MF0015 – International Financial Management
Q.1. How does International Financial management helps in maximizing the wealth of shareholders?
Ans: Other than earning profit one of the main goal of any business is to maximize shareholder’s
wealth .Shareholders is a critical aspect of the business as their capital is invested and they are the
primary risk takers for the business.
To analyse the returns of shareholder's and maximizing their returns to investment it is important to
review different concepts in business to determine the risk-return model, profits, return on assets and
equity. Thus with the analysis of various profitability measures and financial return and what they mean
to shareholders, the primary role of business to increase profits and improve returns of shareholders in
addition of creation of wealth to make sure that the shareholder's trust is maintained towards business and
managers. Further as conflicts may arise when deciding on to the business goals which sometimes
neglects the shareholder's wealth maximization aim due to various economic conditions.
Maximizing shareholder's wealth would mean to create a balance between all the aspect of business and
the participants of business which includes; Management who ignores short term volatility in stock prices
and aims at the long-term goals of shareholders of wealth creation, the board of directors who are
responsible for undertaking various decisions of business which impacts business and shareholder's value
in both medium and long term, Investors and trade analysts who drill down the business performance to
project the short, medium and long term state of a business and finally the customers and employees who
always have long term interest with the business for mutually benefitting associations.
Q.2. Explain the major accounts and sub categories of BOP statement.
Ans: The measurement of all international economic transactions between the residents of a country and
foreign residents is called the balance of payments. The BOP is divided into three main categories:
the current account, the capital account and the financial account. Within these three categories are sub-
divisions, each of which accounts for a different type of international monetary transaction.
The Current Account:
The current account is used to mark the inflow and outflow of goods and services into a country.
Earnings on investments, both public and private, are also put into the current account. This account
includes all international economic transactions with income or payment flows occurring within the
Within the current account are credits and debits on the trade of merchandise, which includes goods such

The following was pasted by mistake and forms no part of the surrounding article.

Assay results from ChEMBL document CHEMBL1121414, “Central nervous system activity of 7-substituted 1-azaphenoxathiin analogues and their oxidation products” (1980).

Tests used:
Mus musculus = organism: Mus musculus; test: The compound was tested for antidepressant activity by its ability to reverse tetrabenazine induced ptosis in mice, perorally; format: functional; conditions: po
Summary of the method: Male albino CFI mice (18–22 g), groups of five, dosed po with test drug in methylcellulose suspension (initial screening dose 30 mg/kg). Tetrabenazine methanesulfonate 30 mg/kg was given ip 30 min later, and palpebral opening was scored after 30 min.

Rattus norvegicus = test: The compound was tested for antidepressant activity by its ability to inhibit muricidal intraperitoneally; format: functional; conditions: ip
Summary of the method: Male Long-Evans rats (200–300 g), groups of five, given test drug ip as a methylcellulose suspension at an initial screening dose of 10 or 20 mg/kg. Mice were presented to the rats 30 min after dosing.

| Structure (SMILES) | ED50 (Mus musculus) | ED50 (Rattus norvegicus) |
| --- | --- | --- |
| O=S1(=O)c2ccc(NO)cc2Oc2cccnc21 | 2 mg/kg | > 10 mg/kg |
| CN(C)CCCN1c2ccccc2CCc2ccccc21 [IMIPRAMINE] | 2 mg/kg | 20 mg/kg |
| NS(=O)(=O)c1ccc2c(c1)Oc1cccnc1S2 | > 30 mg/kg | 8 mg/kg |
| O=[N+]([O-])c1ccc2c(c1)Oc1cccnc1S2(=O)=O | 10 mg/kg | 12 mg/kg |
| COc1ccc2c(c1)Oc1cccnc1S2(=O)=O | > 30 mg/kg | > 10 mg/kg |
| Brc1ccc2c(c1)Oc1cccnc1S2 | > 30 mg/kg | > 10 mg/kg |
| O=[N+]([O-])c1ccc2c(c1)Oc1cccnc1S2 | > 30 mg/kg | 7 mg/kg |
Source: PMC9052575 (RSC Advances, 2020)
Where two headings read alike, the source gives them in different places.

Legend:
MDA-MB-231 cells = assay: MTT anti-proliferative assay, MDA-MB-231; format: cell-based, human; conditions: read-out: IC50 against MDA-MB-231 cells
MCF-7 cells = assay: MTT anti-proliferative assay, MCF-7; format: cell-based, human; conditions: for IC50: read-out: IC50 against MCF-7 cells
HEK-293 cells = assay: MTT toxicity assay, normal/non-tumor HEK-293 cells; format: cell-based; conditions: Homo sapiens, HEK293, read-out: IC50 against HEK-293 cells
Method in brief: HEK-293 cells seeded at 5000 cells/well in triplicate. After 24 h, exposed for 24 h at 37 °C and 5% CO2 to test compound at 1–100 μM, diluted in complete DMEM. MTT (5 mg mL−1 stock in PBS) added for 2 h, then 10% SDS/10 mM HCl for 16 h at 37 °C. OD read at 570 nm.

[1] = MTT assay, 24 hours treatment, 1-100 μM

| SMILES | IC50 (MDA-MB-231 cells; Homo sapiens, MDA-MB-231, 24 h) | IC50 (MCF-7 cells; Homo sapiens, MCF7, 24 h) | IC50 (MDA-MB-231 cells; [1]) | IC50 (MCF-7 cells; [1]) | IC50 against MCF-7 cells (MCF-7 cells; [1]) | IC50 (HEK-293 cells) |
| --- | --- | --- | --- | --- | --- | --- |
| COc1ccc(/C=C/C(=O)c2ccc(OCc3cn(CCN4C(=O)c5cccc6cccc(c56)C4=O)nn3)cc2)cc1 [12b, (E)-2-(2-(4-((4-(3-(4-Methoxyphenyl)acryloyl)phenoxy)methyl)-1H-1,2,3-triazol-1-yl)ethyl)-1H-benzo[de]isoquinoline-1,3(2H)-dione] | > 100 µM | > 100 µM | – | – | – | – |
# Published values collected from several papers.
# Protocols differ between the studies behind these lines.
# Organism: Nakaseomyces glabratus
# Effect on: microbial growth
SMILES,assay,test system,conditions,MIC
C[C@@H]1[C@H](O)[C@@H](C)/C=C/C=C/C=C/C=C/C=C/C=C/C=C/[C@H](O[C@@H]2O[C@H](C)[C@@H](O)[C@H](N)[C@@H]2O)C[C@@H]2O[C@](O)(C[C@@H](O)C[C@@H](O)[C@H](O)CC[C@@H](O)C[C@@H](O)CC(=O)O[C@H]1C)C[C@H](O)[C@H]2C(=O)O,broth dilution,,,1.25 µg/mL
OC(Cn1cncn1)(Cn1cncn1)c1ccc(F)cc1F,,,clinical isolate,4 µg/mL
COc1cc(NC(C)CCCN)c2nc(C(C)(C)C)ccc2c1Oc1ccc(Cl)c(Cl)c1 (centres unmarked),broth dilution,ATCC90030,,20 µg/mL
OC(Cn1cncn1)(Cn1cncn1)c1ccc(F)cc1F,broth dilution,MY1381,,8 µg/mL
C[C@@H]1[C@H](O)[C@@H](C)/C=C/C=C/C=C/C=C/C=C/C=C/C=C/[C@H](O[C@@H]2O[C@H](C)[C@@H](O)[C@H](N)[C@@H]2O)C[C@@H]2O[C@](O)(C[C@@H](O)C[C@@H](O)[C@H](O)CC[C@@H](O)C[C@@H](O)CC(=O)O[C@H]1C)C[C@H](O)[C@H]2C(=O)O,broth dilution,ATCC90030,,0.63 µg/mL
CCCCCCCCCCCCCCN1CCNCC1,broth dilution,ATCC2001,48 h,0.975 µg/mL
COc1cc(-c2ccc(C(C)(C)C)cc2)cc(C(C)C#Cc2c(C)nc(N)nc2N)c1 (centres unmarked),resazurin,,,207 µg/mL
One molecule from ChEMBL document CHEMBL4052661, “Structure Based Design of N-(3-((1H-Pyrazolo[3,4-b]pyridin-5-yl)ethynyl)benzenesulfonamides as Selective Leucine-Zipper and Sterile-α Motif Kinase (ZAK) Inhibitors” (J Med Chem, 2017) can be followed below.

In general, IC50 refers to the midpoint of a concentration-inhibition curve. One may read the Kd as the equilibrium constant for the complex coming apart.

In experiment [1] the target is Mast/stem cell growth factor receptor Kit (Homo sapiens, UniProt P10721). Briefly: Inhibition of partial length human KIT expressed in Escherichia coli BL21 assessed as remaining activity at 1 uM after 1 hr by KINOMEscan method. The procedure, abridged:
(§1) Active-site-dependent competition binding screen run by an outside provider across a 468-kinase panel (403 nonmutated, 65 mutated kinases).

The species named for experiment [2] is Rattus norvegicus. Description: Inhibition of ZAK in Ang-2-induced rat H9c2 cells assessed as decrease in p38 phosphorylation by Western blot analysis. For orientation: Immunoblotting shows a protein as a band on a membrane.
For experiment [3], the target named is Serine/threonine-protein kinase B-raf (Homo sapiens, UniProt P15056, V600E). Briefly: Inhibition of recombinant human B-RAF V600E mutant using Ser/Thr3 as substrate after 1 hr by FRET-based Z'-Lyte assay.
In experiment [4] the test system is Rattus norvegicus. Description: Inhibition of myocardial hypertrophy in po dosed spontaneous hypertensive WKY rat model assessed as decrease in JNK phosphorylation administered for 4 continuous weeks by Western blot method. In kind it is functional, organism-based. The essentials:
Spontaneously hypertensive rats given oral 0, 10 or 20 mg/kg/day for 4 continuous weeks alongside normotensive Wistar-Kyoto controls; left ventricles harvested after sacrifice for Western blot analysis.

as raw materials and manufactured goods that are bought, sold or given away. Services refer to receipts
from tourism, transportation, engineering, business service fees and royalties from patents and copyrights.
When combined, goods and services together make up a country's balance of trade (BOT). The BOT is
typically the biggest bulk of a country's balance of payments as it makes up total imports and exports. If a
country has a balance of trade deficit, it imports more than it exports, and if it has a balance of trade
surplus, it exports more than it imports.
It consists of four subcategories:
This account is typically dominated by Goods Trade.
The Capital Account:
The capital account is where all international capital transfers are recorded. This refers to the acquisition
or disposal of non-financial assets and non-produced assets, which are needed for production but have not
been produced, like a mine used for the extraction of diamonds.
The capital account is broken down into the monetary flows branching from debt forgiveness, the transfer
of goods, and financial assets by migrants leaving or entering a country, the transfer of ownership on
fixed assets , the transfer of funds received to the sale or acquisition of fixed assets, gift and inheritance
taxes, death levies, and, finally, uninsured damage to fixed assets.
The Financial Account:
In the financial account, international monetary flows related to investment in business, real estate, bonds
and stocks are documented.
Also included are government-owned assets such as foreign reserves, gold, special drawing rights (SDRs)
held with the International Monetary Fund, private assets held abroad, and direct foreign investment.
Assets owned by foreigners, private and official, are also recorded in the financial account.
Q.3. Define what do you mean by Forward markets. Discuss differences between Future Options and
Ans. Market dealing in commodities, currencies, and securities for future delivery at prices agreed-upon
the date of making the contract. In commodity and currency markets, forward trading is used as
a means of hedging against sharp fluctuations in their prices.
The spot market is for foreign exchange traded within two business days. However, some transactions
may be entered into on one day but not completed until sometime in the future. For example, a French
exporter of perfume might sell perfume to a US importer with immediate delivery but not require
payment for 30 days. The US importer has an obligation to pay the required francs in 30 days, so he or
she may enter into a contract with a trader to deliver dollars for francs in 30 days at a forward rate – the
rate today for future delivery.
Thus, the forward rate is the rate quoted by foreign exchange traders for the purchase or sale of foreign
exchange in the future. There is a difference between the spot rate and the forward rate known as the
spread in the forward market. In order to understand how spot and forward rates are determined, we
should first know how to calculate the spread between the spot and forward rates.
Q.4.Define cost of capital. Discuss the approaches that are employed to calculate cost of equity capital.
Ans: The required return necessary to make a capital budgeting project, such as building a new factory,
worthwhile. The cost of capital is a term used in the field of financial investment to refer to the cost of a
company's funds .From an investor's point of view "the shareholder's required return on a portfolio
company's existing securities". It is used to evaluate new projects of a company as it is the minimum
return that investors expect for providing capital to the company, thus setting a benchmark that a new